Disclosures: The authors report no relevant financial disclosures.
May 27, 2021
2 min read
Save

First-ever link found between prenatal exposure to ultrafine particles, pediatric asthma

Disclosures: The authors report no relevant financial disclosures.
You've successfully added to your alerts. You will receive an email when new content is published.

Click Here to Manage Email Alerts

We were unable to process your request. Please try again later. If you continue to have this issue please contact customerservice@slackinc.com.

Researchers said they have found evidence that children exposed to ultrafine particles from air pollution in utero were more likely to develop asthma than unexposed children.

It is the first study in the United States to identify the association, according to Rosalind J. Wright, MD, MPH, dean of translational biomedical research at Mount Sinai Health System, and colleagues.

The quote is: “Childhood asthma remains a global epidemic that is likely to grow with the anticipated rise in particulate air pollution exposures due to effects of climate change.” The source of the quote is: Rosalind J. Wright, MD, MPH.

Since ultrafine participles (UFPs) have “enhanced oxidative capacity” and the “ability to translocate systematically,” they may be more toxic than other pollutants, Wright and colleagues wrote in the American Journal of Respiratory and Critical Care Medicine. UFPs are those measuring 100 nm or less, according to the researchers.

“Childhood asthma remains a global epidemic that is likely to grow with the anticipated rise in particulate air pollution exposures due to effects of climate change,” Wright said in a press release.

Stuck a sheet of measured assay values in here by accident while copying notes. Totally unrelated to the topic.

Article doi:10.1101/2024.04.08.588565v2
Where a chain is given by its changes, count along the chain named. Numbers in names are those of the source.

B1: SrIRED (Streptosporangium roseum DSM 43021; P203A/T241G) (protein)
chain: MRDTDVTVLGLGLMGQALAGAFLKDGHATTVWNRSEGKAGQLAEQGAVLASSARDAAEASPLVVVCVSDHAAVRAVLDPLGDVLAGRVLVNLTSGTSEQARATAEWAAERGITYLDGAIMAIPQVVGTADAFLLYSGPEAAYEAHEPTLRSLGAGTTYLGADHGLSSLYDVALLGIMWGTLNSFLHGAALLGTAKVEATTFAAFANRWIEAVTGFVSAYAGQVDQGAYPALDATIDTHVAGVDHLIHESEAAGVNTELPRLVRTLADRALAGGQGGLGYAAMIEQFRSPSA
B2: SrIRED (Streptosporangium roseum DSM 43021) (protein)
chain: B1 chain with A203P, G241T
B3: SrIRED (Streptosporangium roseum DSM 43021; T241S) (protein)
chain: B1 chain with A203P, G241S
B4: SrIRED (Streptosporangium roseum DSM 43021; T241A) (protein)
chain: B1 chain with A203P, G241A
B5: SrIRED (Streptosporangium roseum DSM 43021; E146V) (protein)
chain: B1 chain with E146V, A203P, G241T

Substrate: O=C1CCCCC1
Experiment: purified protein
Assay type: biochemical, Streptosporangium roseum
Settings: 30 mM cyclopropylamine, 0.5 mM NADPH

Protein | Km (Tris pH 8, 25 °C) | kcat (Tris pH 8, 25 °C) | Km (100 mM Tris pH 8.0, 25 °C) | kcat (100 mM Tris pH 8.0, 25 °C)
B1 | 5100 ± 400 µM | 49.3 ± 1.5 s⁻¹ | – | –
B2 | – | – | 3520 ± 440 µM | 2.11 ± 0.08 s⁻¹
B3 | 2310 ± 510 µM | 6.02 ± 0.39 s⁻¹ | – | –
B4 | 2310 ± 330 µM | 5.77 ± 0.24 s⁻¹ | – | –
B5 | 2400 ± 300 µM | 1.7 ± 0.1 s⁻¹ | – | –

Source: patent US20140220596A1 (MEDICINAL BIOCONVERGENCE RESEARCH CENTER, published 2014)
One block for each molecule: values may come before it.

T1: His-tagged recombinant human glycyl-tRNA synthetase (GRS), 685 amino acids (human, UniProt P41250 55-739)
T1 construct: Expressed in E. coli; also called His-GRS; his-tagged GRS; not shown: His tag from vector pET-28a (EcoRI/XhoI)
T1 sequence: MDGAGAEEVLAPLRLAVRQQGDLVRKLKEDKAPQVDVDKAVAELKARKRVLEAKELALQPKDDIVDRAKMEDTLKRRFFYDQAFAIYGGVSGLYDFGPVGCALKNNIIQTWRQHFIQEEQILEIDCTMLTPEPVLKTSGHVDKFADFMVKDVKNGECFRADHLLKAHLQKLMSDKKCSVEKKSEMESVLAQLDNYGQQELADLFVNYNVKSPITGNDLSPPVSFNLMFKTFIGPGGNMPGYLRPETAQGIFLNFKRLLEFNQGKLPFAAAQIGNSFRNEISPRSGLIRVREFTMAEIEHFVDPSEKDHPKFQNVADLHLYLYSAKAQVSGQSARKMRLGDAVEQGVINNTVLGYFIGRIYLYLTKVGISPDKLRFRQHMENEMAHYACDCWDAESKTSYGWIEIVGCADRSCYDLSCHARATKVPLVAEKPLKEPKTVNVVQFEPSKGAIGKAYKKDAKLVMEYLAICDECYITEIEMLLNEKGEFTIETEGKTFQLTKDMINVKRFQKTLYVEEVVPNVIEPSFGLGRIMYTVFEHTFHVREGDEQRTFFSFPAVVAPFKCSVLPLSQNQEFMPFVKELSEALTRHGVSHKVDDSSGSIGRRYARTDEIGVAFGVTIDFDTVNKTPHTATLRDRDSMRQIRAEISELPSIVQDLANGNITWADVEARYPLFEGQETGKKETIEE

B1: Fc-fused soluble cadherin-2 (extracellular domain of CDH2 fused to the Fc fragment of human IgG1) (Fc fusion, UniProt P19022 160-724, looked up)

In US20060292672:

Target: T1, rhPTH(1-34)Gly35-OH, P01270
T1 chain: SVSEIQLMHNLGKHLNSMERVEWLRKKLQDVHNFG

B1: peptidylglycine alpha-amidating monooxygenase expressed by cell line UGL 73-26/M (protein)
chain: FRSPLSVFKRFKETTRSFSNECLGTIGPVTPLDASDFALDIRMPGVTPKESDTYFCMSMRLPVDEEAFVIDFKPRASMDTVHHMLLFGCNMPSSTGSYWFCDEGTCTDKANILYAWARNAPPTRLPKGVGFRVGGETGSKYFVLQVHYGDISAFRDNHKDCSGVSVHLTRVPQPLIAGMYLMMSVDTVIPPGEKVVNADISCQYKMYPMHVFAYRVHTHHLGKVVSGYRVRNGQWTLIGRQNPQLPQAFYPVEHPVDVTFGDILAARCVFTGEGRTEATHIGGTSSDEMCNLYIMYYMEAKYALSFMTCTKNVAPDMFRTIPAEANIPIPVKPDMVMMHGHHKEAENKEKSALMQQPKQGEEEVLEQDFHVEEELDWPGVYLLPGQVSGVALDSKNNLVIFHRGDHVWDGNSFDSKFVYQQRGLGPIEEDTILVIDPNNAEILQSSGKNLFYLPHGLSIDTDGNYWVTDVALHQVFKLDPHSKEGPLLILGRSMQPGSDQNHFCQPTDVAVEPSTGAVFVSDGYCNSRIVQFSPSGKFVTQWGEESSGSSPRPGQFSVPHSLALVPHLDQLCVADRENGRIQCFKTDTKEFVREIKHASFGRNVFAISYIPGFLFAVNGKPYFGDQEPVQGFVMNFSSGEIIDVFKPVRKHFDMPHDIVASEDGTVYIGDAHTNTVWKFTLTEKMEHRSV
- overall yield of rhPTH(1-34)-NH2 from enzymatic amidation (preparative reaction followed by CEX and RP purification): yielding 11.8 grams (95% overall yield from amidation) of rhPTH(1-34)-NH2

The researchers noted that ultrafine particulate matter is not regulated, hindering the ability to estimate long-term exposures. They added that “studies linking UFPs with child health have focused on short-term exposure due to lack of adequate spatiotemporal modeling.”

Wright and colleagues estimated the link between daily average prenatal UFP exposure and asthma incidence among 376 children (192 of them girls) whose mothers lived in the Boston area. The researchers used Bayesian distributed lag interaction models (BDLIMs) to identify sensitive windows for exposure to UFPs and determine whether effect estimates differed by sex. All the mothers were at least 37 weeks pregnant and nearly 82% were either Black or Hispanic. The UFPs came primarily from local traffic; however, on windy days, UFPs from a nearby airport were recorded.

Wright and colleagues found that the median prenatal exposure to UFP was 27,842 counts/cm2 (interquartile range = 24,033 counts/cm2 to 32,302 counts/cm2). In addition, 18.4% of the children developed asthma by age 30 months. The cumulative OR for developing childhood asthma was 4.28 (95% CI, 1.41-15.7), “per doubling of UFP exposure level across pregnancy,” with similar effects among boys and girls, the researchers wrote.

Overall, there was a significant link between increased UFP exposure during 28 to 35 weeks gestation and increased odds for asthma in children, according to Wright and colleagues. BDLIMs showed that girls had the highest risk for developing asthma when exposed to higher UFPs during late pregnancy, while for boys “all windows of exposure were estimated to be equally important with risk elevated across the entire pregnancy.” All risks remained even after the data were adjusted for fine particles and nitrous dioxide, the researchers reported.

“This research is an important early step in building the evidence base that can lead to better monitoring of exposure to ultrafine particles in the United States and ultimately to regulation,” Wright said in a press release. “As we advance methods for measuring these tiny particles, we hope for replication of these findings, both within different geographic areas across the United States as well as globally.”